Next, in an independent experiment, we analyzed the supernatants from the same cell lines infected with 100 VP/cell collected at day 1, 2 and 3 after infection, for virally produced human IL-2 and TNFα (Figure 1B). In parallel, we isolated the DNA for measurement of replication by quantifying viral early gene (E1a) by qPCR (Figure 1C). We observed transgene expression and virus replication across all 8 cell lines, with cytokine supernatant concentration reaching maximum at either day 2 or day 3. Cytokine concentrations for TNFα and IL-2 at day 3 ranged from 8.08 ng/mL to 563.71 ng/mL and 3.57 ng/mL to 525.49 ng/mL respectively, and a higher concentration of TNFα was generated in comparison to IL-2 at each time point. This is likely because the TNFα transgene is placed before the IL-2 in the virus construct. Notably, UT-SCC-9 and UT-SCC10 generated the highest and UT-SCC-24A and UT-SCC-42B the lowest cumulative cytokine concentration and E1a copy number over the three time points (Figures 1B, C). Interestingly, high adenovirus induced toxicity with low E1a and cytokine expression was observed in UT-SCC-24a. This could be caused by high sensitivity of the cell line to other virus-induced cell death mechanisms such as necroptosis, pyroptosis and autophagy (27). No significant correlation between E1a expression and cytokine expression was observed collectively across screened cell lines (Supplementary Figures S3B, C). Collectively, these results show that Ad5/3-E2F-D24-hTNFa-IRES-hIL-2 is capable of replicating in and lysing several types of human head and neck cancer, with subsequent release of TNFα and IL-2, despite histology or tumor location.

MOC Tumours Respond to Immune Checkpoint Inhibition and Non-Replicative Ad5-CMV-mTNFα/mIL-2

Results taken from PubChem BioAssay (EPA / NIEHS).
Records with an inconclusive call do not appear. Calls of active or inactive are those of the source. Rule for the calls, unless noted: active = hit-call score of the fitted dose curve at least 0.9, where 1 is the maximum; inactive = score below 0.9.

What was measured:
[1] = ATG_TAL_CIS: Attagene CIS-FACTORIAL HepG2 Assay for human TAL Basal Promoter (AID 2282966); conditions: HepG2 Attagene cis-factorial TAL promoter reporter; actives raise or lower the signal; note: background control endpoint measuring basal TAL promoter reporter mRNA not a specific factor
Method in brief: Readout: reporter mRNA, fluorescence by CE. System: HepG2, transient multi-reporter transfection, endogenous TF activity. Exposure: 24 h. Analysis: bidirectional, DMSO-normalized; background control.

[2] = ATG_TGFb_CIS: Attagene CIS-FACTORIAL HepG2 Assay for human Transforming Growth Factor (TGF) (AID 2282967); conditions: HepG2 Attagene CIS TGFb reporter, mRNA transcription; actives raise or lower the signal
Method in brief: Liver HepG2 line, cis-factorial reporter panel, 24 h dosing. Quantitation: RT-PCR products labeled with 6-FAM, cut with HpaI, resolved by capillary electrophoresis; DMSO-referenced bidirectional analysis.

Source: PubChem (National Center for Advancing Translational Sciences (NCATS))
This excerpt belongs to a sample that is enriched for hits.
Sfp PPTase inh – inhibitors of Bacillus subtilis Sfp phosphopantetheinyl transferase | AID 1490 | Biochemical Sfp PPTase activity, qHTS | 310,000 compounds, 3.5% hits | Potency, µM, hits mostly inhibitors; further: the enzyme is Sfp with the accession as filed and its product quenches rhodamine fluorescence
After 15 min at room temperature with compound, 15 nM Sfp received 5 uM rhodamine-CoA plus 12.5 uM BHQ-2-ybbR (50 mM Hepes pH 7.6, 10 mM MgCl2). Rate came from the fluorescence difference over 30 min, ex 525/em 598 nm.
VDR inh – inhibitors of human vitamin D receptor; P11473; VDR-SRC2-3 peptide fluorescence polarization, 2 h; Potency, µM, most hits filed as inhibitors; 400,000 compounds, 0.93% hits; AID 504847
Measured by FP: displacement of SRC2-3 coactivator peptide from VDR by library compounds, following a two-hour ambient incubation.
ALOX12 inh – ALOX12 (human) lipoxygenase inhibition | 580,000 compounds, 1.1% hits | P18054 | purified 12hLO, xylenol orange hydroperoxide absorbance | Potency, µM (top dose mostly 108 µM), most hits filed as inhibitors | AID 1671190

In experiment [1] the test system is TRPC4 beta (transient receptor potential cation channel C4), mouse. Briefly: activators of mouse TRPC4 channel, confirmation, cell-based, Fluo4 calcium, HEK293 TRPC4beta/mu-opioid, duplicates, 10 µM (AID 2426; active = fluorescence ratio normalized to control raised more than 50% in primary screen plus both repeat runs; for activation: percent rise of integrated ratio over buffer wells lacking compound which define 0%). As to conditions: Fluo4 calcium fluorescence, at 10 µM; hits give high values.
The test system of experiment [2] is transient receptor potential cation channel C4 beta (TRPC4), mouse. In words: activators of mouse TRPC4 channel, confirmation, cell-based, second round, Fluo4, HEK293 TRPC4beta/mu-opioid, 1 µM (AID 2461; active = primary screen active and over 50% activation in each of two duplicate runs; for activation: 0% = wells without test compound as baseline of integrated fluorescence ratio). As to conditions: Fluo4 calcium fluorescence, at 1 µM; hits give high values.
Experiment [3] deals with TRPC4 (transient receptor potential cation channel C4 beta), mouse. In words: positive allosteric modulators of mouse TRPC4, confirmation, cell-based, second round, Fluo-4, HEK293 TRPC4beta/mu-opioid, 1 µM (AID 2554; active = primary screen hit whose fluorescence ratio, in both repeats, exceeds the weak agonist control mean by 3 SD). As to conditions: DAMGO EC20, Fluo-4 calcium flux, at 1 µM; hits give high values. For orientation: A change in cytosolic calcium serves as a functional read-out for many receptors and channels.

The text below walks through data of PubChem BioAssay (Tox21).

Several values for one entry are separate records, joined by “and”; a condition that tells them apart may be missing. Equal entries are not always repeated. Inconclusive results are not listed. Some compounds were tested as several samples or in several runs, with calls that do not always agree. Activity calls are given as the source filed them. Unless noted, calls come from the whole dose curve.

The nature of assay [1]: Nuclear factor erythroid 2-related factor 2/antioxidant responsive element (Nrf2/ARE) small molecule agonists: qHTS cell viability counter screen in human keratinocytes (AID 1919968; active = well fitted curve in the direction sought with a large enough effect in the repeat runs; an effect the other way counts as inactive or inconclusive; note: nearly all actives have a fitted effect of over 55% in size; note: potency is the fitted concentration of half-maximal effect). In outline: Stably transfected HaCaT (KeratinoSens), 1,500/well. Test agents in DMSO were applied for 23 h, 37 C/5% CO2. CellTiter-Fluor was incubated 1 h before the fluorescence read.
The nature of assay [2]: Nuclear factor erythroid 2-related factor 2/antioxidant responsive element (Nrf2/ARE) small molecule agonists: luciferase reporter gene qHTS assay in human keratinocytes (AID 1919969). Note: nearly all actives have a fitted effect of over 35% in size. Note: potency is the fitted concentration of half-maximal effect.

To evaluate our virotherapy’s potential to improve the therapeutic response to ICI in HNSCC in vivo, we performed tumor-growth and overall survival measurements in two murine models (MOC1 and MOC2) of oral cavity cancer (using the non-replicative adenovirus encoding mTNFα and mIL-2)(Figure 1D). We hypothesized that combining anti-PD-1/PD-L1 with Ad5-CMV-mTNFα/mIL-2 treatment would improve tumor growth control and animal survival, when compared to monotherapies. As shown in Figure 1E MOC1 tumor-bearing mice significantly benefited from anti-PD-1 and anti-PD-L1 monoclonal antibody (mAb) monotherapy. The anti-PD-1 and anti-PD-L1 treated mice had significantly smaller tumors compared to mock (p<0.01 and p<0.01 respectively) by day 30. Ad5-CMV-mTNFα/mIL-2 monotherapy provided better response compared to both mAb monotherapies as observed by better tumor growth control and median overall survival (anti-PD1 [42 day], anti-PD-L1 [50 days] and Ad5-CMV-mTNFα/mIL-2 [58 days]. However the response was lower in contrast to both combination therapies. Combining anti-PD-1 with Ad5-CMV-mTNFα/mIL-2 provided a median overall survival of 70 days (p<0.001) whereas anti-PD-L1 and Ad5-CMV-mTNFα/mIL-2 provided the greatest outcome of 78 days (p<0.001).